a) CW is an organisation which exists to promote working class politics, not sanitised ineffectual bollocks like the Labour party, but hands-dirty street politics. For the working classes, and unlike a lot of the left, by the working classes. We do not have an ideological line, we have marxists, anarchists and others in the party, our main concern is the common battle we fight against the rich not our minor differences of opinion. The party is a party for people who think all career politicians are scum who realise that the system exists to preserve the status quo and that no meaningful change can come from within it.

Running this year should give me a chance to ask the difficult questions politicians are adept at avoiding, holding those that do or want to rule us accountable for what they have or intend to. It will be a campaign of harsh realities,heckling and guerrilla politics. Its about taking the fight to them, we are forced by them to work under crap conditions in this country and we want to bring some of that uncomfortable feeling to them.

CW are about direct action and have scored a series of victories last year with actions against luxury property developers Redrow and Minister for Work and Pensions Iain Duncan Smith who was forced to flee his own jobs fair when he heard we were coming. Individual members and regional groups also organise local actions [watch this space!]

b) The party is pretty decentralised and autonomous, we’re left to get on with it but know support is there if we need it. Most of our candidates are working with election agents, but really no one has a huge amount of experience doing this, many of us are lifelong principled none-voters although some people do have some experience and are quick to share what they know with others. We’ve had great support from crowdfunding, gigs [again watch this space] and benefit merch from so the party is able to help most of the final candidates with some of their deposit costs.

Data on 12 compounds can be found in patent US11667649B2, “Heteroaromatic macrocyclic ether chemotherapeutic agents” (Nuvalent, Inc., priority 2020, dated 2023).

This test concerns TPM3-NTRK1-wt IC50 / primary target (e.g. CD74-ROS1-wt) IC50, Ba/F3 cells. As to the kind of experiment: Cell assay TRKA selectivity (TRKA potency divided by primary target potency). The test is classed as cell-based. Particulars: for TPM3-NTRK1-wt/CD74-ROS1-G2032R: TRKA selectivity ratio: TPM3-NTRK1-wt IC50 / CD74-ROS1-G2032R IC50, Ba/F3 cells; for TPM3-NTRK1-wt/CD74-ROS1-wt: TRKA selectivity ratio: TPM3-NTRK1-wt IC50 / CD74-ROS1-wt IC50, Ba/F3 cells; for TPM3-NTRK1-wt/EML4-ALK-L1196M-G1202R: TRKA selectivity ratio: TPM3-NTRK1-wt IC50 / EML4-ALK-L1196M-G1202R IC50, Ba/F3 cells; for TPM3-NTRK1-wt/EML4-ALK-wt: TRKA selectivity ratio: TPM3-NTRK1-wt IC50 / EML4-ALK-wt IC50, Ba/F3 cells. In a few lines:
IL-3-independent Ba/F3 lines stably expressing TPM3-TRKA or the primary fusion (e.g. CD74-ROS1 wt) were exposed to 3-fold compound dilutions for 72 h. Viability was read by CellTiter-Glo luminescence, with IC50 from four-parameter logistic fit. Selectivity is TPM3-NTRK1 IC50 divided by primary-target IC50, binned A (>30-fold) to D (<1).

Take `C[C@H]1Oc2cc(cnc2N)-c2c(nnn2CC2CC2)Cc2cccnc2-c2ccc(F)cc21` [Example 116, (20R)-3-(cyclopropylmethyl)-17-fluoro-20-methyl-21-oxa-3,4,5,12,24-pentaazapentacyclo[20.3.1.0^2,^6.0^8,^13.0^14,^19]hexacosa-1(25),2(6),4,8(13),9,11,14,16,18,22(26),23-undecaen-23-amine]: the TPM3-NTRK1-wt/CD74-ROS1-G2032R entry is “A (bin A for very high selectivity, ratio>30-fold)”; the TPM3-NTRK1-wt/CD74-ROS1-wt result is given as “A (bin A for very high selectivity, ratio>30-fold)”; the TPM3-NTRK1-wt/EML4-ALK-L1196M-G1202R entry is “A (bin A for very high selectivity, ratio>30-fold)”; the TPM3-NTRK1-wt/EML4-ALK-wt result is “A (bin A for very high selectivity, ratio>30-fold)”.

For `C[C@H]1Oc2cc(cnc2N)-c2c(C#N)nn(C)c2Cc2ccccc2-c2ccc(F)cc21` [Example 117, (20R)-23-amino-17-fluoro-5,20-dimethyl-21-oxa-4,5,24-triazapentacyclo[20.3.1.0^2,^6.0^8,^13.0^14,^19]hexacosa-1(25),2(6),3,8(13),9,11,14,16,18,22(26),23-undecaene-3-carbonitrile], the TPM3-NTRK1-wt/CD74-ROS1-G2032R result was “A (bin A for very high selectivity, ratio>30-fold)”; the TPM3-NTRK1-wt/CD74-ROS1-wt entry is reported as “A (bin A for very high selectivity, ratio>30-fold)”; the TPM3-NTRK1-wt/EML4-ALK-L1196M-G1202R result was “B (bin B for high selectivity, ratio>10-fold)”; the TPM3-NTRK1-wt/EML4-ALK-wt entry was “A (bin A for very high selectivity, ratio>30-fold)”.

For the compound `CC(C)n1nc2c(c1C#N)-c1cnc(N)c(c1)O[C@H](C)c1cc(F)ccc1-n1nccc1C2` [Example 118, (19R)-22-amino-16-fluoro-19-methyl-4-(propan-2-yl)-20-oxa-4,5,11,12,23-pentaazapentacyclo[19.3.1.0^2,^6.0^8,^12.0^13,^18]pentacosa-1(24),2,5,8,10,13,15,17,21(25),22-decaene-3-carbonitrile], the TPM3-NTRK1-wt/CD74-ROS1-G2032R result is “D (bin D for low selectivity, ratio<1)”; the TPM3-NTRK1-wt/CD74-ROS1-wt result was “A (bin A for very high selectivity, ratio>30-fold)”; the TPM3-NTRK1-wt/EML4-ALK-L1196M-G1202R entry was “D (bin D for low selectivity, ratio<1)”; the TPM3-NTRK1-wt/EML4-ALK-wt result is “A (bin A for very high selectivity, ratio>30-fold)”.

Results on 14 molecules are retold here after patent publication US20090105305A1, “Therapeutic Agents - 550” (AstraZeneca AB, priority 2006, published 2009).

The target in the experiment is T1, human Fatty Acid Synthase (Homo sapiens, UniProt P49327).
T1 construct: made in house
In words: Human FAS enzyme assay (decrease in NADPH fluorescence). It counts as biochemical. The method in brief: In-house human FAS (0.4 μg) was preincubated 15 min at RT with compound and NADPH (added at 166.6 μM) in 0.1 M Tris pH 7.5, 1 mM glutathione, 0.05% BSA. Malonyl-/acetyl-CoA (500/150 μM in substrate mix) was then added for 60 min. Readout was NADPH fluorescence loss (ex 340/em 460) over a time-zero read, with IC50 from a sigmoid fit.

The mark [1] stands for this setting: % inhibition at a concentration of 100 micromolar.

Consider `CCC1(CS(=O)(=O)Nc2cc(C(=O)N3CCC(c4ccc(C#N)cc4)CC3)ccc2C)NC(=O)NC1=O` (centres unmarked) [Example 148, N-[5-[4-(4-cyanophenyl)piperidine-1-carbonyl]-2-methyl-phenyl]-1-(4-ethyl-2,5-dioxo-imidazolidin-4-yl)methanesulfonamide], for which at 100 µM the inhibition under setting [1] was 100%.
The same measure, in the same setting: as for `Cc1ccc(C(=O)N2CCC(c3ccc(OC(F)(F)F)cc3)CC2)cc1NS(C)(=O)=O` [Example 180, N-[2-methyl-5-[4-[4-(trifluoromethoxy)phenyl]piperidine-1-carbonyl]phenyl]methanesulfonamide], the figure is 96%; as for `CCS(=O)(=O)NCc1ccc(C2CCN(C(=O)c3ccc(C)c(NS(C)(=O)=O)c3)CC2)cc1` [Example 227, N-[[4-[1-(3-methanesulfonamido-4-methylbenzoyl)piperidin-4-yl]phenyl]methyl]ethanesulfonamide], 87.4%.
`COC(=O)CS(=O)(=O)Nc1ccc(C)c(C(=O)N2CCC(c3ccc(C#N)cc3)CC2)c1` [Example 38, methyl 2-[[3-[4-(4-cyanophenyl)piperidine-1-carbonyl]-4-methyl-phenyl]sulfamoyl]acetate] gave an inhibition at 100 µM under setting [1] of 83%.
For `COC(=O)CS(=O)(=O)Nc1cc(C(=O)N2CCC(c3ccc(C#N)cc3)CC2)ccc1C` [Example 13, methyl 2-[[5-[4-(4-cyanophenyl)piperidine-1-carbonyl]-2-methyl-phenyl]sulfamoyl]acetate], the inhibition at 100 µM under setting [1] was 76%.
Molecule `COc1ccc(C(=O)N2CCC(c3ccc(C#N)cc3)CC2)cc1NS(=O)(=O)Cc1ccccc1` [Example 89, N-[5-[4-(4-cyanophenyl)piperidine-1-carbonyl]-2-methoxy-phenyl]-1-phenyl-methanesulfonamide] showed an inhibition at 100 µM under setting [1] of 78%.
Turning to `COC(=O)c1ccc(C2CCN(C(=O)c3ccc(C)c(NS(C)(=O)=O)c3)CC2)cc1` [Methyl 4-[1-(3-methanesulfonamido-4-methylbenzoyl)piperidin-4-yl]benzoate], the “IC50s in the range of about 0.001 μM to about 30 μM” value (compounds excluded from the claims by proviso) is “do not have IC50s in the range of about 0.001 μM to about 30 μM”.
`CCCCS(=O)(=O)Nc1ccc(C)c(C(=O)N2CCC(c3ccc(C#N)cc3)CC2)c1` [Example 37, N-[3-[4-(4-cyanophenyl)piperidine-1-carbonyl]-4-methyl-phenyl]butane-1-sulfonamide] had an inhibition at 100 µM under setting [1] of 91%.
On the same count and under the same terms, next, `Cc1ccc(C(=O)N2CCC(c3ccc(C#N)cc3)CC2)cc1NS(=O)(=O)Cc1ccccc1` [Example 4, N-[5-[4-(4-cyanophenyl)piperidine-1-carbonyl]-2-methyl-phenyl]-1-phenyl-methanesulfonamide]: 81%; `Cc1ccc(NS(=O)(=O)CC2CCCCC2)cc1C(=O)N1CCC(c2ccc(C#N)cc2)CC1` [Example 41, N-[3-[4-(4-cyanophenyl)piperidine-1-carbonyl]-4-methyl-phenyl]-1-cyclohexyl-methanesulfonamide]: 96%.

– Why did you choose to run for MP, and why Norwich North, in particular?

After this unelected government and its European partners began to impose austerity, in defiance of many respected economists, it became clear that this was just another way to rob the poor and give to the rich. American tycoon Warren Buffet said that there is a class war raging and his side are winning because they are the only ones fighting. We felt that the time had come to prove them wrong, publicly. So when Class War announced they were planning an election strategy I saw an opportunity to have some fun at the system’s expense.

I initially considered standing against Simon Wright (Lib Dem MP for Norwich South) as he reneged on promises of voting against tuition fees after UEA students won him the 2011 election. However despite his inability to stand up to the whip Simon is certainly no Chloe Smith. Her debacle in the treasury, indifference to the plight of mental health
services in this county, and general voting record made it a no-contest.

– What are your main policies?

Our main policies are stopping austerity, doubling benefits, dismantling the two-tiered education system, abolishing the monarchy, and introducing a mansion tax, which Labour nicked off us though ours is 50, not a toothless 1%. These aren’t policies to end the deficit, or appeal to the knee-jerk populism of the press they are about making the rich, not the poor pay for once.

Individual candidates also have free reign over what they want to get behind, we have a pro-marijuana legalisation block, war crimes charges to be bought against Tony Blair and other collaborators is out there, scrapping trident and all the other usual calls you would expect to hear from an anti-authoritarian platform are also there. But really our policy is about drawing attention to how the rich are redistributing wealth upwards and putting the shoe on the other foot.

– How would you respond to criticism saying that you are dividing the left-wing vote?

I don’t consider Labour to be on ‘the left’, a vote for Labour, Lib Dem, Tory or UKIP is a vote for austerity consensus. They are all part of a system which represents the interests of the ruling classes not the public it claims to represent.